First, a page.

“And justice for all.”
We are just a few days away from the 4th of July celebration. A celebration which this year will mark 241 years since the signing of the Declaration of Independence. And in those 241 years a lot has changed in our society that is unrecognizable to that time period. The physical landscape is now being built up and not out. We have gone through a lot of social changes. From slavery to electing the nation’s first African American president. Even politically, we are a nation of Democrat and Republican. Whereas in the past, presidents were a few elected who belonged to other parties. But my question for the topic today is what does freedom mean to you?
When you look at the American flag, which is a symbol of our freedoms, what do you see? How has living in this country shaped your views unlike someone living elsewhere? For me, I base one of my views on America by way of other groups of people coming to America. More people flock to this nation than anywhere else. We have the life, liberty, and pursuit of happiness in whatever business endeavor we choose to be apart of in this country. So if you want to be a physician, you can be a physician. I you want to become an attorney, educator, or even pursue a career in athletics, you can do so. The choice is yours to choose whatever path you want to take. But my other view of freedom is never going back to the way things once were.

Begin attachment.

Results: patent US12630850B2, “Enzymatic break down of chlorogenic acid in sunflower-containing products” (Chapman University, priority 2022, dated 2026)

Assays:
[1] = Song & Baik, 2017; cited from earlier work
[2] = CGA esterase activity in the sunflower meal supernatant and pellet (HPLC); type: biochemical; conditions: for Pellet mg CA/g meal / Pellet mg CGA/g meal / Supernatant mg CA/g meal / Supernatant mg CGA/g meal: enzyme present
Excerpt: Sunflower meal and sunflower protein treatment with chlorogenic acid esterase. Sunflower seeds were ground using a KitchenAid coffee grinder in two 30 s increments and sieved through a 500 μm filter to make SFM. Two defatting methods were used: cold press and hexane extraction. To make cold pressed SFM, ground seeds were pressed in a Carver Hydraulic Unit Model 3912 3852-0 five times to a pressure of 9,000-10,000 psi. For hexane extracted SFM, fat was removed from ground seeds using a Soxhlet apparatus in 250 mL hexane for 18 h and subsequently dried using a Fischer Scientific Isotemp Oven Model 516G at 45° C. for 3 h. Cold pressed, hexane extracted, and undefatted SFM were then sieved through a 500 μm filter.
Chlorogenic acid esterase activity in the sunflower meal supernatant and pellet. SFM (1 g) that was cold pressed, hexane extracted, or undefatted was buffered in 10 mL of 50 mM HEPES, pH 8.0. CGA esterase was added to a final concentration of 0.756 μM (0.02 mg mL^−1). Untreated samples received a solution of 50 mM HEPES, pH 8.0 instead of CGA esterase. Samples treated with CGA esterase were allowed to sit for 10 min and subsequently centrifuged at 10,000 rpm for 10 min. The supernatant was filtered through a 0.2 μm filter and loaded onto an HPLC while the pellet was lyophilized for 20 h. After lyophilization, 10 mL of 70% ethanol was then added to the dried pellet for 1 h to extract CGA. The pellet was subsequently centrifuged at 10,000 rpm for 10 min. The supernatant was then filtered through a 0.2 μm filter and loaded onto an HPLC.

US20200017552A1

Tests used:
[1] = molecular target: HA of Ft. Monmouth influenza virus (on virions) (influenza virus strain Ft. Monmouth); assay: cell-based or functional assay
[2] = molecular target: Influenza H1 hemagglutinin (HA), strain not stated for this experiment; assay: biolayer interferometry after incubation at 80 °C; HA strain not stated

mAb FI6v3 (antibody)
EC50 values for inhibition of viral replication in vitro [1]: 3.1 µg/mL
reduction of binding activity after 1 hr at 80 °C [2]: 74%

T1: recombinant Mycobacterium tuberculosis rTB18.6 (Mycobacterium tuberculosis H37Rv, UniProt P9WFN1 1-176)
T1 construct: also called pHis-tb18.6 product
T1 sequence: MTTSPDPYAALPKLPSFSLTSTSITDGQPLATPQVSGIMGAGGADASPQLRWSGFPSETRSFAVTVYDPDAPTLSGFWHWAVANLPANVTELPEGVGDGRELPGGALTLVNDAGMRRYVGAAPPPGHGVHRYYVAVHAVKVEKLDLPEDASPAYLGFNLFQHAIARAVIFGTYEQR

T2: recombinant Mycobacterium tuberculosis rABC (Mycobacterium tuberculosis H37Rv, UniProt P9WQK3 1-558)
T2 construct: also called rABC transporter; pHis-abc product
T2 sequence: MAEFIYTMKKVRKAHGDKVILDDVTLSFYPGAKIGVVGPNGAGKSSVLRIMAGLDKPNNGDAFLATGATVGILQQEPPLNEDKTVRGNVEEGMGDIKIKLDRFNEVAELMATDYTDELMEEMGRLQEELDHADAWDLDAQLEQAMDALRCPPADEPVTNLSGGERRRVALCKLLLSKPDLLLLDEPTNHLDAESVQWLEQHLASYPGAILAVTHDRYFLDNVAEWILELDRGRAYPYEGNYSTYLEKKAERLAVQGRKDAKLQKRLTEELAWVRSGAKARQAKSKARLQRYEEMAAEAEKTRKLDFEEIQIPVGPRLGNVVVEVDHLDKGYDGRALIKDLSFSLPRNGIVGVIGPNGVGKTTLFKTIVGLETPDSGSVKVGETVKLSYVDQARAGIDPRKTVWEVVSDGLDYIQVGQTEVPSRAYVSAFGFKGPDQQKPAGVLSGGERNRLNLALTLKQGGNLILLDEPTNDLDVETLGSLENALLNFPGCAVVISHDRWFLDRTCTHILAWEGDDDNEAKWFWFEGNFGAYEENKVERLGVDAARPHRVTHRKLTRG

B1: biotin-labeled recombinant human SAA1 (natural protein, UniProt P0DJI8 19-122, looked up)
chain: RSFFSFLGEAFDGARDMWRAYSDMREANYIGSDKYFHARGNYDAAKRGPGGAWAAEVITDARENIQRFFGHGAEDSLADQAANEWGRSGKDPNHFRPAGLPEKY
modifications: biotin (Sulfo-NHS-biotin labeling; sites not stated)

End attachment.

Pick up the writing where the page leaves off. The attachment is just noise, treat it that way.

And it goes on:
And my feelings are this strong because as an African American I know what the past was socially and politically. And that experience that family of mine have gone through is not a shared experience I want. So, to me, another freedom is not being judged by ethnic identity, but who I am personally. And if you don’t want to take the time to get to know me personally, so be it. But having the ability to involve yourself in my life without wanting or caring to know me is problematic. Especially if you are unsure with your own belief system. But what are some other views of what freedom might be to you?
Freedom does not only extend itself to being able pursue your career interests or choice without racial discrimination. Freedom may also be to date and marry who you want to marry. During President Obama’s term, the United States officially announced that gay marriage was legalized. And for the first time in their lives, you had men and women, who were able to marry their significant others of the same sex. A union that people who were in their 50’s, 60’s, and some in their 70’s were hoping for their entire lives up that point. And that is what freedom may mean to so many of them.
In the end, freedom is up to the person perceiving what freedom is to them. Freedom could be pursuing career interests or marrying the person you’re in love with. And the key word when looking at freedom is the “pursuit” of happiness. Pursuing what you want and then accomplishing the want is the most gratifying feeling in the world.
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